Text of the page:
Furthermore, we have held that an indigent defendant is not entitled to be represented by a particular lawyer. Syl. pt. 2, in part, Watson v. Black, 161 W. Va. 46, 239 S.E.2d 664 (1977) (“While an indigent defendant is entitled to competent counsel, he is not entitled to the appointment of any particular lawyer . . . .”). See also Wheat, 486 U.S. at 159, 108 S. Ct. at 1697, 100 L. Ed. 2d at 148 (“[W]hile the right to select and be represented by one's preferred attorney is comprehended by the Sixth Amendment, the essential aim of the Amendment is to guarantee an effective advocate for each criminal defendant rather than to ensure that a defendant will inexorably be represented by the lawyer whom he prefers.” (citations omitted)).


    Finally, we find that a discretionary standard is particularly relevant where a juvenile has executed a waiver of conflict. Juveniles, who are necessarily of tender years and limited experience, may be unable to fully understand all the implications of, and the consequences that may flow from, such a waiver. Thus, it is exceptionally difficult for a juvenile to knowingly and intelligently waive his or her constitutional right to a conflict- free lawyer. In such circumstances, it is crucial that the trial court exercise its discretion to assure that the juvenile receives a fair trial.

    For the foregoing reasons, we hold that in a juvenile proceeding, the decision whether to grant or deny a motion to disqualify a lawyer due to a conflict of interest is within the sound discretion of the circuit court, even where the interested parties have waived any conflict.See footnote 10 10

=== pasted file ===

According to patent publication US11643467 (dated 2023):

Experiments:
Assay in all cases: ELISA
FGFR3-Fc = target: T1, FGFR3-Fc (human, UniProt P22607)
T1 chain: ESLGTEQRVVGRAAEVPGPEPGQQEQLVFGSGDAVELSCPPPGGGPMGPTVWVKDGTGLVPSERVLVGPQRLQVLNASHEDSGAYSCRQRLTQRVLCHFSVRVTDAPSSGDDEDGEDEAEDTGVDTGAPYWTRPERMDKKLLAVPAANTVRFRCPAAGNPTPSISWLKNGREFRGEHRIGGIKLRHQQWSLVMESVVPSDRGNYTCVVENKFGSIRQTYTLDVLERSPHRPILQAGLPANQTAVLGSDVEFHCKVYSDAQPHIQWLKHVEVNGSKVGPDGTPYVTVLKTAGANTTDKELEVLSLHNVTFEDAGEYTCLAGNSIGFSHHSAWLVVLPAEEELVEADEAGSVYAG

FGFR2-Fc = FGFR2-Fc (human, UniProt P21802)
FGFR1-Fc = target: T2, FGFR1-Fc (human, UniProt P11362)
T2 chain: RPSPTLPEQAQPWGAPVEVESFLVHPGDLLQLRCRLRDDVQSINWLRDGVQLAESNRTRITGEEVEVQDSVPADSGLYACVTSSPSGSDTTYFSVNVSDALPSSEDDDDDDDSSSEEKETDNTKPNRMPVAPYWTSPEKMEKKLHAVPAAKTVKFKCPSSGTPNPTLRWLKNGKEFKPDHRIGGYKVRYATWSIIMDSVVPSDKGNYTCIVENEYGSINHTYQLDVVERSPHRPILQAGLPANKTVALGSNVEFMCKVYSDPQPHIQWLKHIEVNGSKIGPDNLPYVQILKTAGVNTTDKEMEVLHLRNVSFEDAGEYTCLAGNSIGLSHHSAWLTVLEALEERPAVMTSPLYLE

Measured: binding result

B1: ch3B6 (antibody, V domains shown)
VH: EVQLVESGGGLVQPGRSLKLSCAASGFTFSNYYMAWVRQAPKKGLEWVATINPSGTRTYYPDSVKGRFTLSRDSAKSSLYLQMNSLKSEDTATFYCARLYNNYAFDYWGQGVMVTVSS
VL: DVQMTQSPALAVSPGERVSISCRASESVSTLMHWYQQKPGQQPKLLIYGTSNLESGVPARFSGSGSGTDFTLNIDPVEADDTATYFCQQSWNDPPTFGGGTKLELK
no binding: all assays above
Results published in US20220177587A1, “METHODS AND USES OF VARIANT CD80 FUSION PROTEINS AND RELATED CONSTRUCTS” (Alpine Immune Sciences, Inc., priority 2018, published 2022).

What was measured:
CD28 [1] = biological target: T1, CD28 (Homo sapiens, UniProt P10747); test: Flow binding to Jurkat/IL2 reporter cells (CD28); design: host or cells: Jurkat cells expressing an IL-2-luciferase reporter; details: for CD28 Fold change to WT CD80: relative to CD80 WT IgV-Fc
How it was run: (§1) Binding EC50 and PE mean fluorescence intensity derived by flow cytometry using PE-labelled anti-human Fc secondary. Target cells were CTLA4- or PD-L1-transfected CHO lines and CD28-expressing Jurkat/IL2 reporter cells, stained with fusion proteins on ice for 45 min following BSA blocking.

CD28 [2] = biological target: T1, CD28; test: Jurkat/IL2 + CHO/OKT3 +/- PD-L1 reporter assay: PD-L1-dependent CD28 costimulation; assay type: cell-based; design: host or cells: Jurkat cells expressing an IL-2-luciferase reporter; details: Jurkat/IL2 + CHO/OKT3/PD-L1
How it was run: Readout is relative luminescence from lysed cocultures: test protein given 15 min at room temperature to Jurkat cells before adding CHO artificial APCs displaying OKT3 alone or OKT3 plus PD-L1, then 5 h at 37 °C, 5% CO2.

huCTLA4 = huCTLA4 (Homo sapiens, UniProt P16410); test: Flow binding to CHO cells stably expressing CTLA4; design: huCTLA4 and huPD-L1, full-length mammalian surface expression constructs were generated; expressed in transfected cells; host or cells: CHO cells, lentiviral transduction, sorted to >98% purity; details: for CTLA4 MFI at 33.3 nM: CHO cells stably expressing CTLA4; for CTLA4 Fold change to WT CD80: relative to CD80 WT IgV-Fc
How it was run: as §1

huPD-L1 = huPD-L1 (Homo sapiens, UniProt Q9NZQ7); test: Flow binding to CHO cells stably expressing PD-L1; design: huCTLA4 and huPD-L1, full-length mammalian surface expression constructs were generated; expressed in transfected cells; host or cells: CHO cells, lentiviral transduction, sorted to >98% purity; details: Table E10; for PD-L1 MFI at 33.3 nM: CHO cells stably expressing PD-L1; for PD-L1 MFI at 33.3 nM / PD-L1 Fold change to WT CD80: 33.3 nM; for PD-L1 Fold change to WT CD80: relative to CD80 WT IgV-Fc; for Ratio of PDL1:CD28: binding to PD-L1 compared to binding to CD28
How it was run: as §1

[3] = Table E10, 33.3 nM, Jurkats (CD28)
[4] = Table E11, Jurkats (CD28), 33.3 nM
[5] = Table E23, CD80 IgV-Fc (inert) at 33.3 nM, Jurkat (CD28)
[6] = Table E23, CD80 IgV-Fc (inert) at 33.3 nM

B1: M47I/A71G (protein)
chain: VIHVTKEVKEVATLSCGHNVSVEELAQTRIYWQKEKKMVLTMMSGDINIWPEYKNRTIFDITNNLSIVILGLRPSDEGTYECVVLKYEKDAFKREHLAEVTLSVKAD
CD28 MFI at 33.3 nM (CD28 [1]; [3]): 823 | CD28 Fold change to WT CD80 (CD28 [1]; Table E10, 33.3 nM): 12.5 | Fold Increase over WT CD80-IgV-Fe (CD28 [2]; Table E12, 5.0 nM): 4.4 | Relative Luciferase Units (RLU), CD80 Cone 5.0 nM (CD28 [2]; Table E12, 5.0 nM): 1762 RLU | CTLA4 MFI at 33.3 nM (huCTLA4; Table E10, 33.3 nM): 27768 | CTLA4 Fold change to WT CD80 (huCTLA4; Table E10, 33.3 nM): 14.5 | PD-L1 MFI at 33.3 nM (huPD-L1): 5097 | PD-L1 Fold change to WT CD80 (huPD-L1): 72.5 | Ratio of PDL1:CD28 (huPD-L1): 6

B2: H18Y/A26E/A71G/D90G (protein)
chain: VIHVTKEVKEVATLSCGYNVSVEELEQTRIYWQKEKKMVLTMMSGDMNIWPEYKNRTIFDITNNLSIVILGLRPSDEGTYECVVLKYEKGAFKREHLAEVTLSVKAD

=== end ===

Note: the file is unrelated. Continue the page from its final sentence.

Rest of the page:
As we previously noted, “'[a] writ of prohibition will not issue to prevent a simple abuse of discretion by a trial court. It will only issue where the trial court has no jurisdiction or having such jurisdiction exceeds its legitimate powers. W. Va. Code, 53-1-1.' Syllabus point 2, State ex rel. Peacher v. Sencindiver, 160 W. Va. 314, 233 S.E.2d 425 (1977).” Syl. pt. 1, State ex rel. Sims v. Perry, 204 W. Va. 625, 515 S.E.2d 582 (1999). At best, Michael's argument that a “conflict charged by an opposing party is to be viewed with caution” may be interpreted as asserting an abuse of discretion. There is nothing in the meager petition submitted in this case asserting that any of the five factors set forth in Hoover v. Berger are satisfied, and no memorandum of law accompanied the petition.See footnote 11 11 Moreover, “ [m]andamus, prohibition and injunction against judges are drastic and extraordinary remedies. . . . As extraordinary remedies, they are reserved for really extraordinary causes.” State ex rel. Lawson v. Wilkes, 202 W. Va. 34, 38, 501 S.E.2d 470, 474 (1998) (quoting State ex rel. Suriano v. Gaughan, 198 W. Va. 339, 345, 480 S.E.2d 548, 554 (1996)). Accord State ex rel. United States Fidelity & Guar. Co. v. Canady, 194 W. Va. 431, 436, 460 S.E.2d 677, 682 (1995); State ex rel. Doe v. Troisi, 194 W. Va. 28, 31, 459 S.E.2d 139, 142 (1995). Because we have been presented with no appropriate grounds for issuing a writ of prohibition, the writ is denied.

IV.

CONCLUSION

    For the foregoing reasons, the writ of prohibition is denied.

Writ denied.


Footnote: 1
    1“We follow our past practice in domestic and juvenile cases involving sensitive facts and do not use the last names of the parties. See, e.g., State ex rel. Amy M. v. Kaufman, 196 W. Va. 251, 254 n.1, 470 S.E.2d 205, 208 n.1 (1996).” State ex rel. Ohl v. Egnor, 201 W. Va. 777, 780 n.1, 500 S.E.2d 890, 893 n.1 (1997).
Footnote: 2     2Pursuant to W. Va. Code § 61-7-11a(b) (1995) (Repl. Vol. 1997), this offense would be a felony if committed by an adult: